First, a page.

If you’ve read part one and part two of our article series on the U.S. Small Business Administration (SBA) picks for the best small business persons in the country, you may have noticed some common themes.
Small business owners may just be the hardest working people in the country. They are rarely “off from work” because they have to find coverage when staff members get sick, make sure the bills are paid and handle all other problems.
Becoming the best small business owners in the country doesn’t happen overnight. Keep reading to benefit from years of trials and tribulations of experienced and successful small business owners.
Continuing alphabetically from the first two articles in this series, here are the next set of the SBA winners for 2014:
- Montana- W. Randall Hafer (President) and Janna Sue Hafer (CFO) High Plains Architects
- Nebraska- Douglas Garwood (President/CEO) and Scott Garwood (Vice President/COO) Garwood Enterprises, Inc. Dba Cardinal Farms
- Nevada- Jarrod Lopiccolo, Season Lopiccolo and Michael Thomas (Owners) Noble Studios
- New Hampshire- Chris Licata (President) Blake’s All Natural Foods
- New Jersey- Kiran K. Gill (President) PARS Environmental, Inc.
- New Mexico- Michelle “Shelly” Herbst (President & CEO) Marron and Associates, Inc.
- New York- Michael Allen (President) Z-Axis, Inc.
- North Carolina- Andrew Kratz and Joel Graybeal (Managing Partners) Triangle Rock Club
- North Dakota- Dean Atchison (Owner and CEO) Spectrum Aeromed
- Ohio- Michelle Therese Kerr (President) Oxford Consulting Group
- Oklahoma- William Larry Mocha (CEO) APSCO, Inc.
- Oregon- William Charles Taylor (CEO) and Brook Ann Harvey-Taylor (President )Pacifica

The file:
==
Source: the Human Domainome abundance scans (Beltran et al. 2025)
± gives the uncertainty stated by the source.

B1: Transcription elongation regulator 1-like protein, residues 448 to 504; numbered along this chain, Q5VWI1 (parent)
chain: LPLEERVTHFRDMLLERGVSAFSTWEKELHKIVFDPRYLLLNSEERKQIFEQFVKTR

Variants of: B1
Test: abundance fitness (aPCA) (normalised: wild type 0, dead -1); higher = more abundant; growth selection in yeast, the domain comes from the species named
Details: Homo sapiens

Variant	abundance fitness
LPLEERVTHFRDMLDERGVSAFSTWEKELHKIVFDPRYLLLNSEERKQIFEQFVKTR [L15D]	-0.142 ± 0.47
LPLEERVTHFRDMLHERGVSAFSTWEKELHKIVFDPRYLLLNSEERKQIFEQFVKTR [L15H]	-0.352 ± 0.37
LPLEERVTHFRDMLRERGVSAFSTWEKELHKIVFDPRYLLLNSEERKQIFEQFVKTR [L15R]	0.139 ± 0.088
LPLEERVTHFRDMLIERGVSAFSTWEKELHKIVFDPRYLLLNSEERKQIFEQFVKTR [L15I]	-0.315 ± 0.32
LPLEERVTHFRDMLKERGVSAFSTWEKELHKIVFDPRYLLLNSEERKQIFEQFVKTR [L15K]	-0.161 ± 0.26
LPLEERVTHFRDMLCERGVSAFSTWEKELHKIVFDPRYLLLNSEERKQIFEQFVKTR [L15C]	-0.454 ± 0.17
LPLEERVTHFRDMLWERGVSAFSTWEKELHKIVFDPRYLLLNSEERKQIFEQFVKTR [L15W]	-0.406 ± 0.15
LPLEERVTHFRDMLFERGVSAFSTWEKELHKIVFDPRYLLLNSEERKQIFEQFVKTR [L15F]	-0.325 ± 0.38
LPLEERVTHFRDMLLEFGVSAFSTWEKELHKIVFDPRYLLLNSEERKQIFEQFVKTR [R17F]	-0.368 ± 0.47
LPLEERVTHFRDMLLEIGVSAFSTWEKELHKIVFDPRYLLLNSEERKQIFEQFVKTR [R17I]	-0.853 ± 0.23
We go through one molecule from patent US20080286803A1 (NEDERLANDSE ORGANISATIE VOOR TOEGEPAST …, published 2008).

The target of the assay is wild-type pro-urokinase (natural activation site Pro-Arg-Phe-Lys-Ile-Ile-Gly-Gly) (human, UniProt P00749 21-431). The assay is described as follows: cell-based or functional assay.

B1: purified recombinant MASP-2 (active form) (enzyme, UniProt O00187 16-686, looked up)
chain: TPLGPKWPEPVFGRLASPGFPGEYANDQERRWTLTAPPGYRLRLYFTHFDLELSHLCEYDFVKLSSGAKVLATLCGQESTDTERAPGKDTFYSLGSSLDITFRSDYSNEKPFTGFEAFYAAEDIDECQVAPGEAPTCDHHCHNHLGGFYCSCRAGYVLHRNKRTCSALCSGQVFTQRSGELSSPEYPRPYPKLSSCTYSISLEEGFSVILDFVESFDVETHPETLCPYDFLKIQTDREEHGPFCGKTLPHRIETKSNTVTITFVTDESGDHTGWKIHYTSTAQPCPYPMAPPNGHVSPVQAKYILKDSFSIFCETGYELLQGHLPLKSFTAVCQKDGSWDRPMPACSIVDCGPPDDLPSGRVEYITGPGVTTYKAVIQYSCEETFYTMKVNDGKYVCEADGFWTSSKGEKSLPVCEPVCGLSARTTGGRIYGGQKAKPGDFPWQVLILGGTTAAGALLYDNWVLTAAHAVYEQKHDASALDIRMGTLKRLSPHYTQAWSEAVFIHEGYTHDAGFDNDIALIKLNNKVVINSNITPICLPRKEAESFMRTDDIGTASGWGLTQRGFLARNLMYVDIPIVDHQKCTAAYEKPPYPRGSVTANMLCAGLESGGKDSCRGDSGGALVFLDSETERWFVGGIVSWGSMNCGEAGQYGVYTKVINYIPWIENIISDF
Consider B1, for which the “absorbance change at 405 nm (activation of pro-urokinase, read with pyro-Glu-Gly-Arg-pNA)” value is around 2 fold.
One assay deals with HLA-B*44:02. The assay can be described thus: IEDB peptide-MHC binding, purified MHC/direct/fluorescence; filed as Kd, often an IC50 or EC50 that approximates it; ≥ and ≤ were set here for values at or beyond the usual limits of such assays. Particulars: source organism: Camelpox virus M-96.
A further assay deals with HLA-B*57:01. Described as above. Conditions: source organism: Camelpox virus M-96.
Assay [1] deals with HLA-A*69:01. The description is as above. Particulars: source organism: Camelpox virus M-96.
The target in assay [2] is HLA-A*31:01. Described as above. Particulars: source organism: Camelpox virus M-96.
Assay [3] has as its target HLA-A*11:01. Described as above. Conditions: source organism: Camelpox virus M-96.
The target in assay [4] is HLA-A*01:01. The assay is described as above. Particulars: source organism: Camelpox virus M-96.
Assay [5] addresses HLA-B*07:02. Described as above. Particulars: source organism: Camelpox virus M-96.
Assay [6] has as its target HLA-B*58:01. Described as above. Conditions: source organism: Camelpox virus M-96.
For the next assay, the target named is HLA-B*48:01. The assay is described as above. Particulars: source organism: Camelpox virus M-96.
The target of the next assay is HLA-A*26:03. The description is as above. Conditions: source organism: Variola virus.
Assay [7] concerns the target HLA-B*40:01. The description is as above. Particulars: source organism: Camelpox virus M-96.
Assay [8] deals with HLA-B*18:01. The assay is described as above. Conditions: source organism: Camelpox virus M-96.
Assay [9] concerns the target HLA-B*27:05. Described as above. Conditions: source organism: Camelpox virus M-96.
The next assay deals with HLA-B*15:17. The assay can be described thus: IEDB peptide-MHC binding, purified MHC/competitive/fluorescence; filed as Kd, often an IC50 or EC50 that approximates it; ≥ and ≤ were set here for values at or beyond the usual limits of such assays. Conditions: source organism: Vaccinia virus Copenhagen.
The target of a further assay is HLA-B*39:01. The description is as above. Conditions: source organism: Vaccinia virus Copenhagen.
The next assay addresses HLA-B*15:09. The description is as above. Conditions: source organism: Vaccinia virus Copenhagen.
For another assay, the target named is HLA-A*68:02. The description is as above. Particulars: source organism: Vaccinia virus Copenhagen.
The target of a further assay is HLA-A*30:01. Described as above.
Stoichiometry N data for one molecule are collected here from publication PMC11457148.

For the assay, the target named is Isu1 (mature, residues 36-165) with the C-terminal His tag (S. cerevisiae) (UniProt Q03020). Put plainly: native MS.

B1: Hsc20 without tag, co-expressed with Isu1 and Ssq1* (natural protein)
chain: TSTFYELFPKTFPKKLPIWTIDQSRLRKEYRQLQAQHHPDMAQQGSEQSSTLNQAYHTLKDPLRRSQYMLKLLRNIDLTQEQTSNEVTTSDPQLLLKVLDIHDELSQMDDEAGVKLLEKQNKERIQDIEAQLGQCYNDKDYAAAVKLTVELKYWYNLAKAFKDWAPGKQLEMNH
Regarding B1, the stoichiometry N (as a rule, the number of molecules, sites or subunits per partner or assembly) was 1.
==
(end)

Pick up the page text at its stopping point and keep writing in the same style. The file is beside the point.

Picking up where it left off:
- Pennsylvania- Michael Cherock (President) AE Works
If You Don’t Love It, Don’t Do It
Randy and Janna Hafer, the 2014 Small Business Persons of the Year in Montana, became business owners so they could pursue architectural projects they really cared about. Randy wanted to be an architect since he was a child, so opening High Plains Architects gave him and Janna the freedom to focus on projects and development opportunities in areas like downtown revitalization, historic adaptive reuse and creating high-performance buildings.
“As a professional service business, passionate employees who share our architectural values are critical in our business,” Janna Hafer said.
To continue their mission of serving and inspiring their community by designing innovative and cost-effective buildings, having a strong team is vital.
“We plan on reaching that goal by nurturing and encouraging our employees in order to transfer ownership to the next generation of leaders,” Janna Hafer said.
If you are starting a business, she also advises you to make sure you love it.
“It is important to love what you do because running your own business is not easy,” she said. “Understand your passion and follow it!”
Create a Work Environment that People Love
As the owners of Noble Studios, a full-service digital agency specializing in web, mobile and social media, their major operating principle is passion.
“It’s not about the money. It’s about finding your passion,” said Thomas. “You have to love what you do. Passion is sometimes the only thing that gets you through the grind.”
Noble Studios has almost quintupled the size of the staff in the last four years, yet their strong company culture remains intact. Thomas is proud to have employees who genuinely love coming to work each day and wants to continue to empower those employees to make the business successful.
“Trust is the key in building meaningful relationships with your employees,” Thomas said. “It’s all about the people.”
Be Honest With Yourself
Doug Garwood, President/CEO of Cardinal Farms, knows it takes serious work to make a small business a success. The Small Business Person of the Year in Nebraska turned a traditional family farming operation into a diversified agriculture-related business within a growing industrial development.
“Know your financial situation clearly at all times,” Garwood said. “Be honest with yourself about the chances for success.”
To help improve your chance of running a successful business, make the most of the expertise of your team.
“Tap into other people’s experience and knowledge,” Garwood said. “Don’t reinvent the wheel.”
For more wisdom from the top small business owners in the country, come back tomorrow for part four of our article series.